Department History

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History of the Yolo County Probation Department
Established 1909

Chief Probation Officers of Yolo County 

Dan E. Jacobs: 1909-1915  Melton Losoya: 1999-2004 
Arthur A. Powers: 1915-1931  Interim Appt.: Jan. 2005-Jul. 2005 
E. H. Archer: 1932-1933  Don L. Meyer: Jul. 2005-Aug. 2009 
George A. Zane: 1933-1962  Interim Appt.: Aug. 2009 - Nov. 2009 
J. Barry Rumbles: 1962-1967  Marjorie Rist: Nov. 2009-Jul. 2012 
Leroy Ford: 1967-1978  Interim Appt.: Jul. 2012-Jul. 2013 
Gene A. Roh: 1978-1984  Brent Cardall: Jul. 2013-Dec. 2018 
Dean Alderman: 1984-1999  Dan Fruchtenicht.: Jan. 2019-present 


Arthur A. Powers
Chief Probation Officer

Arthur A. Powers, was born on December 9, 1865 in Sonoma County and served as the Chief Probation Officer of Yolo County from 1915 until his death in 1931.  Mr. Powers, was a clothing merchant with Rosenberg and Company as well as Morris Michael Clothiers, prior to his appointment as Chief Probation Officer.

George Zane

George A. Zane
Chief Probation Officer

J. Barry Rumbles
Chief Probation Officer

Barry Rumbles was a clinical social worker at Lovelace Clinic for 13 years. Before that, he worked for several years as a psychologist at the Central New Mexico Correctional Facility in Los Lunas. Prior to coming to New Mexico in 1980, Rumbles was with the Arcadia (CA) Unified School District for ten years. Before earning his Master's degree in social work at USC, he worked in probation departments for Yolo and San Bernardino Counties in California. (Taken from his obituary.)

Leroy Ford

Leroy Ford
Chief Probation Officer

Leroy Ford came to Yolo County as Chief Probation Officer in 1967, serving until 1978.  His tenure was a growth period for Probation services which instituted Intensive supervision for adult and juvenile probationers, a school dropout program at juvenile hall, an adult probationers halfway house, a group home for juveniles and construction of a new juvenile hall.  He also started the Offender Work Program and the juvenile hall volunteer program.

He began his corrections career as a Deputy Probation Officer in Butte County, served as a Asst. Chief in Santa Cruz County and concluded with 12 years for the California Board of Corrections.  He was honored to be elected President of the Chief Probation Officers of California (CPOC) from 1974 to 1976.

Gene Roh

Gene Roh
Chief Probation Officer

Gene A. Roh was appointed Chief Probation Officer for Yolo County in 1978, and served in that capacity until 1984 when he was selected to serve as the County Administrator for Yolo County. 

Prior to coming to Yolo County, he worked as a deputy probation officer for Alameda County having worked in adult and juvenile probation services and in the juvenile institutions division, serving as a Camp Director when appointed to the Yolo County position. 

During his tenure with Yolo County, both adult and juvenile services were able to expand and interagency cooperation among all law enforcement agencies within the county was increased. While serving as the Chief Probation Officer, he was also appointed as the county’s Law and Justice coordinator.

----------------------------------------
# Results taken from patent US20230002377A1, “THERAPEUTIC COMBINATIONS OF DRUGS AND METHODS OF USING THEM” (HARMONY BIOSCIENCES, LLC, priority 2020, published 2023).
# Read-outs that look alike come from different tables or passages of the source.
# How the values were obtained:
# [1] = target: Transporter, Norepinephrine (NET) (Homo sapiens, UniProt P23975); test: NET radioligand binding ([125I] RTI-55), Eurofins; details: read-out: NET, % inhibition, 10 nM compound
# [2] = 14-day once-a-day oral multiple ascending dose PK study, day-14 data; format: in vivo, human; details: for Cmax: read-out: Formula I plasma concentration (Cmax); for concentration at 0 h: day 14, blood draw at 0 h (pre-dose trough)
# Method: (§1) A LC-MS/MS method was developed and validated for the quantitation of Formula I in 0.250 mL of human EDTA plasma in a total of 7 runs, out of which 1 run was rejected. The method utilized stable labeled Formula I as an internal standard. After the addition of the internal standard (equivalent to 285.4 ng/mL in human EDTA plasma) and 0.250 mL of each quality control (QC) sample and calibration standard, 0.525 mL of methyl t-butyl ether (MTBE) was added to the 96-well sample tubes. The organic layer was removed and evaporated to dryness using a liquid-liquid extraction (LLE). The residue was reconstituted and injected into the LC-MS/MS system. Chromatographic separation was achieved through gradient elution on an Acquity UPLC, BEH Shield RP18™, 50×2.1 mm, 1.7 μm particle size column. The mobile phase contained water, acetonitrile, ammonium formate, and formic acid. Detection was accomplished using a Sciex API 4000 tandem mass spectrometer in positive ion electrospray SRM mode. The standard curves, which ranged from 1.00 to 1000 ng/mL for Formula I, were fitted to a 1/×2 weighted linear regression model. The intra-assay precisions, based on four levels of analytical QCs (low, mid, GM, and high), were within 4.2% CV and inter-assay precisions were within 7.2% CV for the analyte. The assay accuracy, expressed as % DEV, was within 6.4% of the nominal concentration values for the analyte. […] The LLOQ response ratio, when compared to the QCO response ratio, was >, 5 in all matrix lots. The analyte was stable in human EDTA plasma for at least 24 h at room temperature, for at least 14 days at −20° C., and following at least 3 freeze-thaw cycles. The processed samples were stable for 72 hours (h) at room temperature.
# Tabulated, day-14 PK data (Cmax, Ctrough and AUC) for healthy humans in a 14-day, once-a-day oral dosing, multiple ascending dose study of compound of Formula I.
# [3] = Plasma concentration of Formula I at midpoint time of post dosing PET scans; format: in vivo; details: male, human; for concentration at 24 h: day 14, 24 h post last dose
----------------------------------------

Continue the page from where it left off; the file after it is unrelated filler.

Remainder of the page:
Chief Roh implemented performance standards for staff. He coordinated the design and construction of a Juvenile Court facility, the renovation of the main offices for the Probation Department, and the installation of security modifications for the Juvenile Hall. 

In 1987, he was appointed the first City Manager for West Sacramento, a position he held until 1989 when he was appointed Chief Probation Officer for San Mateo County.  

In 2000, he retired from government service and has been savoring his best job ever, babysitting his grandchildren. During his retirement, Chief Roh and his wife Brenda have traveled extensively, taken up hobbies and are enjoying life fully each day.

(Biography of Mr. Gene Roh at

 Dean Alderman

Dean Alderman
Chief Probation Officer

Upon college graduation and completion of 3 years US Army service, Mr. Alderman was appointed as a Yolo County Deputy Probation Officer in 1966.  At that time the department was very small with a Chief, 12 Deputies and a 17 bed Juvenile Hall.  He served over the years in various capacities in both Adult and Juvenile Probation service and was appointed Chief Probation Officer in 1984.

Long an advocate of alternative Probation services, Mr. Alderman created several such programs in his tenure as both Deputy and Chief Probation Officer.  Early in his tenure as Chief, the Department worked in partnership with several agencies creating a county-wide Interagency Network and a services database accessible by citizens from schools, libraries, all social services agencies and then from home via the internet.  In 1990 the Department won recognition by the California County Supervisors Association for an effective alternative approach to Probation services wthout dependence upon large and expensive staffing.  The most enduring partnership program developed during Mr. Alderman's service as Chief was a local comprehensive alternative to expensive out-of-home placement originally known as the Yolo County Conservation Partnership (YCCP).

Upon retirement in 1999, Mr. Alderman reflected upon the profound changes that occured in crime and delinquency over the term of his public service: increasing many fold in both severity and occurrence.  That the challenge of effectively meeting these constant increases in workload had been met by a proportionately smaller Probation staff he attributes only to the incredibly proficient, highly experienced, well trained, and fully dedicated staff so typical of Yolo County in all its public service agencies.

Mel Losoya

Melton "Mel" Losoya
Chief Probation Officer